What To Expect In A Long-Term Residential Drug Rehab Program
Every program guides their clients towards recovery in a somewhat different way, including the way that each day is structured.
Structure is one of the greatest benefits of a residential treatment program. Chronic substance abuse can consume a person’s life, deplete their self-worth and create instability in their home, family, job or schooling. The reliable structure of treatment can help a person to regain confidence, a sense of responsibility and the ability to plan and execute important goals that support sober living.
During treatment, a person’s day will be shaped by their recovery goals and treatment needs.
From the time they wake until they go to bed, they’ll have access to a recovery community comprised of trained addiction specialists and fellow peers in treatment.
While these important interactions take place in therapy and counseling sessions, they also happen during meals and free time. Every moment in treatment is grounded in healing and the common goal of building a more successful and balanced sober life.
A typical day in treatment blends therapy and counseling sessions with peer support meetings, quiet time and recreational time. Taking part in self-help groups, like Alcoholics Anonymous, can be very important during long-term treatment. These groups can help a person gain confidence, accountability, inspiration and a sense of acceptance, all states that can nurture the mind and spirit during treatment.
The Treatment Setting At Inpatient Long-Term Rehab Programs
Many treatment centers offer exciting locations and beautiful campus grounds that invigorate the soul and renew a person’s mind as they continue to heal from addiction.
The exact specifications of lodging will vary from facility to facility, however, the residential setting of a long-term addiction treatment program provides many of the amenities of home.
Certain programs may offer private rooms, while in others a person has a roommate. Gender-specific treatment programs, or those that offer men’s- and women’s only treatment, may have separate programs, facilities or lodging for each gender.
The Cost Of Long-Term Inpatient Drug And Alcohol Rehab Programs
While long-term addiction treatment programs can be more expensive than short-term treatment, it’s important that a person and their family view this cost as an investment that holds the potential to be life-changing.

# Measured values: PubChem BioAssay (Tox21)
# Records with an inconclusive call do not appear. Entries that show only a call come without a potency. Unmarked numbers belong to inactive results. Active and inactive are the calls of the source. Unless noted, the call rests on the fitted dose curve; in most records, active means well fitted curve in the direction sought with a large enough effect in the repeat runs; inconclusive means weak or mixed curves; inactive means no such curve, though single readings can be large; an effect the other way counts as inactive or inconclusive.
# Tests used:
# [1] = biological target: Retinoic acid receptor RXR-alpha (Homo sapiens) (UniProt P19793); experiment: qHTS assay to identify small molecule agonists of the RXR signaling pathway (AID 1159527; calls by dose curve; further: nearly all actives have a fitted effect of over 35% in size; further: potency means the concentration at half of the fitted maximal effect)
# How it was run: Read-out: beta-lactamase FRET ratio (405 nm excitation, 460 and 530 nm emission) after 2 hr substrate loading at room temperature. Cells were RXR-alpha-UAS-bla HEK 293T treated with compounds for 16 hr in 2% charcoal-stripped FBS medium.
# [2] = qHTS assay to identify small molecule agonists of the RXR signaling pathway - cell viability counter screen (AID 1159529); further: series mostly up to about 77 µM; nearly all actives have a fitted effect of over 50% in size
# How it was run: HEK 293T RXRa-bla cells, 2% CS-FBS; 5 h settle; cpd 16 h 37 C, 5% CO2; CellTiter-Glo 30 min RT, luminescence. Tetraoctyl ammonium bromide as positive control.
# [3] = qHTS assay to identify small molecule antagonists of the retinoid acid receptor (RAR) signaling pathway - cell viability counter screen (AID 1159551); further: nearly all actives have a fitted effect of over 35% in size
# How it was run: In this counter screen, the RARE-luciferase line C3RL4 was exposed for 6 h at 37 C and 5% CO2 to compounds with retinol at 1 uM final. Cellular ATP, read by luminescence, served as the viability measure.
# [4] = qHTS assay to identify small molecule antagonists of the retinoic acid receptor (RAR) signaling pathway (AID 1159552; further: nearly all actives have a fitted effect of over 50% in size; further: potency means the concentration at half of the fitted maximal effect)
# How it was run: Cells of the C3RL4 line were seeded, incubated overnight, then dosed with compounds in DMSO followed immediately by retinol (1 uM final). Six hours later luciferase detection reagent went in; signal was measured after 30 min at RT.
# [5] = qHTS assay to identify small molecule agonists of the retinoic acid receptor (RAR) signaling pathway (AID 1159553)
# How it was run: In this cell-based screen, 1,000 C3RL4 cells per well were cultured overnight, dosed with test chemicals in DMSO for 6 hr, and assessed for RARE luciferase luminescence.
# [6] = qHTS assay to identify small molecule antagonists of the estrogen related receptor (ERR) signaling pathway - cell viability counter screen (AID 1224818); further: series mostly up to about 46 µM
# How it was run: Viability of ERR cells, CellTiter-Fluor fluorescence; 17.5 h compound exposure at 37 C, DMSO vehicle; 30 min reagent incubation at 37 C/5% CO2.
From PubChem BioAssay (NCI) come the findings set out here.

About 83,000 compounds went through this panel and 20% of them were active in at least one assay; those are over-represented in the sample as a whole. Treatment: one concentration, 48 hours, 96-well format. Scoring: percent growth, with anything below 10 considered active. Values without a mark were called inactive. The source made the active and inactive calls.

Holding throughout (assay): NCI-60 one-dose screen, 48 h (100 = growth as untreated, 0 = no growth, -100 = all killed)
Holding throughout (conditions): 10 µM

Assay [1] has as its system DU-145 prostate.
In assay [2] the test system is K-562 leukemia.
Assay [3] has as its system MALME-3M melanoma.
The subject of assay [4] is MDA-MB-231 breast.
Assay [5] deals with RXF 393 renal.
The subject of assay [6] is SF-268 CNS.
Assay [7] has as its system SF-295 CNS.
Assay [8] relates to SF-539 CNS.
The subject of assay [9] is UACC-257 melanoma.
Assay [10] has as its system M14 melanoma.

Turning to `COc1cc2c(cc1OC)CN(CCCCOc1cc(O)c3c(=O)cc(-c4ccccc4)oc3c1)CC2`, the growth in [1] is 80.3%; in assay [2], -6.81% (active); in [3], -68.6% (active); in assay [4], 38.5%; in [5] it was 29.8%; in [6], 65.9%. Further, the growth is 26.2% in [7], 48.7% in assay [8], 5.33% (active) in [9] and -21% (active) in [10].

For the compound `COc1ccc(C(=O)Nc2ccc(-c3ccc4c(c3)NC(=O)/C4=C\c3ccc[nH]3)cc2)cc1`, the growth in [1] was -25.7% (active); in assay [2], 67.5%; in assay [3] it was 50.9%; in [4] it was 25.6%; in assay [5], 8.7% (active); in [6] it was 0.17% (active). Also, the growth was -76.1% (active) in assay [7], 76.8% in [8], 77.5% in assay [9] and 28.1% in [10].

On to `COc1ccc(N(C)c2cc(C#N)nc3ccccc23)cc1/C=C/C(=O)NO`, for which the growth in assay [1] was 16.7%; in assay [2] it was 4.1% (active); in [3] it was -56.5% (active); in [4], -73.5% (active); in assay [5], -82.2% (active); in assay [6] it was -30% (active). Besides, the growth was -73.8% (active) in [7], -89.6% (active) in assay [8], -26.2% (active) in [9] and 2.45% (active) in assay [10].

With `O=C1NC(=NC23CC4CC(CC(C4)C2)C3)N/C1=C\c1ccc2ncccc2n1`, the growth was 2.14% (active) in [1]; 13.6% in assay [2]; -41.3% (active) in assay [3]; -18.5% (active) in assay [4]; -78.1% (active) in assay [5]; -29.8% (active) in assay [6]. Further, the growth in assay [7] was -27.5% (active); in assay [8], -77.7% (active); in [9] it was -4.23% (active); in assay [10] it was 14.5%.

Without treatment, a person may continue to abuse drugs or alcohol. On a chronic basis, the price of substance abuse can become immense.
The actual cost of the substance can add up quickly and become even more compounded when added to medical or legal costs associated with substance abuse. Substance abuse frequently affects a person’s job, an impact that could lead to missed promotions or raises or even the loss of a job.
Aside from the financial cost, the toll on a person’s life is immense. A person’s mental and physical health can begin to suffer. Important relationships with partners, children, parents or close friends can all deteriorate under the weight of addition.
When comparing the sum of these things against the cost of a long-term treatment program, a life of continued addiction can carry a far heftier price tag.
The exact cost of treatment can vary widely from facility to facility and program to program. Fortunately, a variety of flexible options exist that could help make long-term treatment a more realistic and affordable goal. One of the greatest forms of help for many could be insurance coverage.
While insurance benefits may place a cap on the amount covered, either per day or overall, using this coverage can significantly reduce the cost for many people seeking treatment. In addition to this, many facilities provide or work with other forms of assistance to make treatment more attainable, such as:
- flexible payment plans
- medical credit cards
- scholarships or grants
- sliding-fee scales
If a person still needs help they could consider the following:
- assistance from loved ones
- personal loans
A treatment specialist can help a person and their family examine payment options and build a financial plan that best serves their needs.
Traveling To A Long-Term Addiction Treatment Program
Not every community offers rehabilitation services for drug or alcohol addiction, or, if they do, they may not have a long-term program. Even if one is offered near by, seeking treatment close to home isn’t always the best option. In many cases, a person’s treatment options and the therapies used may be limited by only looking at these programs.
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Considering an out-of-town or out-of-state addiction treatment program can give a person more options for individualized care. It can also increase the number of therapies available that a person may need to build a strong recovery.
Many of the most common triggers for relapse exist right in a person’s community. These may include people, places or events that remind a person of drug or alcohol abuse.
While a person may not be able to experience these things directly, knowing that they are close by can distract from treatment and lead some people to leave treatment early. Traveling to treatment can significantly remove this temptation and protect a person from these relapse triggers.
In addition to these benefits, traveling to treatment can provide:
- a change of scenery that can inspire a person’s recovery.
- extra privacy and anonymity.
- a great opportunity to build self-reliance and independence.
Choosing treatment can be one of the most powerful decisions a person makes. Selecting a long-term inpatient drug and alcohol addiction treatment program can help a person obtain and maintain a stable and more fulfilling drug-free life.
Contact Addiction Campuses now for more information on long-term addiction treatment options.
National Institute on Drug Abuse — Principles of Drug Addiction Treatment: A Research-Based Guide (Third Edition)